Skip to comments.The Shadow Party: Part II
Posted on 01/07/2005 2:00:52 PM PST by jb6
George Soros is an exacting taskmaster. In return for his money, he demands productivity. What he requires of employees and business associates in the investment world, Soros also demands from the political operatives he funds. Mr. Soros isn't just writing checks and watching, notes Wall Street Journal reporter Jeanne Cummings. He is also imposing a business model on the notoriously unruly world of politics. He demands objective evidence of progress, and assigned an aide to monitor the groups he supports. He studies private polls to track the impact of an anti-Bush advertising campaign, and he is delivering his money in installments, giving him leverage if performance falters.
By early 2004, the Shadow Partys infrastructure had assumed a coherent shape, under Soros guidance. At its heart lay seven ostensibly independent non-profit groups which constitute the networks administrative core. Let us call them the Seven Sisters. In chronological order, based upon their launch dates, they are:
Launched September 22, 1998
2. Center for American Progress (CAP)
Launched July 7, 2003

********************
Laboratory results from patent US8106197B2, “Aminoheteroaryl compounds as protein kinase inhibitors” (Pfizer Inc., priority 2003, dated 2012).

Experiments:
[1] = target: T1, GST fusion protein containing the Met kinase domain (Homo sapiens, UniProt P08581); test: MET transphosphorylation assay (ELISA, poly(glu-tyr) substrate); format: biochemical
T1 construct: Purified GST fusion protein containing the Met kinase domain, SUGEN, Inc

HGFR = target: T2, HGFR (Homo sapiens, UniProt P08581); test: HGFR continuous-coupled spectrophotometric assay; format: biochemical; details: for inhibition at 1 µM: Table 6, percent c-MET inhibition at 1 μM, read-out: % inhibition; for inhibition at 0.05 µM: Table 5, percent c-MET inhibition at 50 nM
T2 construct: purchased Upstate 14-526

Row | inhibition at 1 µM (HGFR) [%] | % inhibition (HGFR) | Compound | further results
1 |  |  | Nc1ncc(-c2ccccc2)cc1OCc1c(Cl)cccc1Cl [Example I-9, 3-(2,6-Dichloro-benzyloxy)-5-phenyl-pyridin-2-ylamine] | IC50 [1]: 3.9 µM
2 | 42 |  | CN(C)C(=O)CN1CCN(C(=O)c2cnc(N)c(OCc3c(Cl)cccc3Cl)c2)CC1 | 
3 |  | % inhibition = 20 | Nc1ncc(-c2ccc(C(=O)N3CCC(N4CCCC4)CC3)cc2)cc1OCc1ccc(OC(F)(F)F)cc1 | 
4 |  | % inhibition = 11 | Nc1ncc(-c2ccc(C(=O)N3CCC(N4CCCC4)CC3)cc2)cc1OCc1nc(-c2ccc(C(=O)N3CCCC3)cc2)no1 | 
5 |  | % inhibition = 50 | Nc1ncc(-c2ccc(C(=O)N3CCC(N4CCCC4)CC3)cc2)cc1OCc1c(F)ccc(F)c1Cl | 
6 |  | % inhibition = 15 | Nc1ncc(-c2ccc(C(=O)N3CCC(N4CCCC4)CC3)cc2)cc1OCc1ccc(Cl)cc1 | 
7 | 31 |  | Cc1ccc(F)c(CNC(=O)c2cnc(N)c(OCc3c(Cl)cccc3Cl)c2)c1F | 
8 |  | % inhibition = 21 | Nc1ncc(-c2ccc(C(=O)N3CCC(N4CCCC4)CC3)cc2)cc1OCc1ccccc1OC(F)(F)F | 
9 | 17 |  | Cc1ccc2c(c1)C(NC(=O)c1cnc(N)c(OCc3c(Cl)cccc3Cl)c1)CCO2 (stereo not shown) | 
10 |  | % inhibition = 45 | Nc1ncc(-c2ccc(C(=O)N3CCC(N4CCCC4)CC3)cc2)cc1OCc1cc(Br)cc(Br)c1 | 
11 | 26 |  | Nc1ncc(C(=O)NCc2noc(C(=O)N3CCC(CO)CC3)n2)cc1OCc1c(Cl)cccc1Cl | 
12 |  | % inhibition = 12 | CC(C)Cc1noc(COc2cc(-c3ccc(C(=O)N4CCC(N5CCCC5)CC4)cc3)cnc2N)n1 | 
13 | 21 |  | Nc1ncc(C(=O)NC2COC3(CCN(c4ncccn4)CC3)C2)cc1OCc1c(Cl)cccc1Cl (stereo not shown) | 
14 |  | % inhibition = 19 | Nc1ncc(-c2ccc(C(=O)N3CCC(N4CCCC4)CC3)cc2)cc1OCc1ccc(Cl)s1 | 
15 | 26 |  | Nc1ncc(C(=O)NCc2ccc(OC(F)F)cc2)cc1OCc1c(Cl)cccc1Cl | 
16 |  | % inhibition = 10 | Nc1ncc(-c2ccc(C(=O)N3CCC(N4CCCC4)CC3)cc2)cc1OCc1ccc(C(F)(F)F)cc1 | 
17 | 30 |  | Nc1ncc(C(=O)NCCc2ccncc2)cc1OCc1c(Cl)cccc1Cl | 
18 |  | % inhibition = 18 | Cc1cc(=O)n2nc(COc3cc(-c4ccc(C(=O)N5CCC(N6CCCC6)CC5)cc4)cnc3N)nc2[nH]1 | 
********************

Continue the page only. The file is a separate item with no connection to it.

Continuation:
3. America Votes
Launched July 15, 2003
4. America Coming Together (ACT)
Launched July 17, 2003
5. The Media Fund
Launched November 5, 2003
6. Joint Victory Campaign 2004
Launched November 5, 2003
7. The Thunder Road Group LLC
Launched early 2004
With the exception of MoveOn.org based in Berkeley, California all Seven Sisters maintain headquarters in Washington DC. Testifying to the close links between these groups are their interlocking finances, Boards of Directors and corporate officers. In some cases, they even share office space.
For example, two of the Seven Sisters The Media Fund and Joint Victory Campaign 2004 share an office in Suite #1100 at 1120 Connecticut Avenue, NW. Three other groups America Coming Together (ACT), America Votes and The Thunder Road Group lease offices in the Motion Picture Association Building at 888 16th Street, NW. It is tempting to consider that the clustering of these three groups in a building owned by the Motion Picture Association of America (MPAA) may not be coincidental. The MPAA has long enjoyed a cozy relationship with the Democratic Party; many high-ranking Democrats have slipped comfortably from government jobs into glamorous posts in the MPAAs upper management.
In March 2004, for instance, Dan Glickman succeeded Jack Valenti as MPAA president. Valenti was a Democrat lobbyist and former aide to President Lyndon Johnson. Glickman was formerly a Democratic Congressman from Kansas, who later served as Secretary of Agriculture in the Clinton White House. Now, as MPAA president, Glickman holds what is arguably the most powerful position in Hollywood.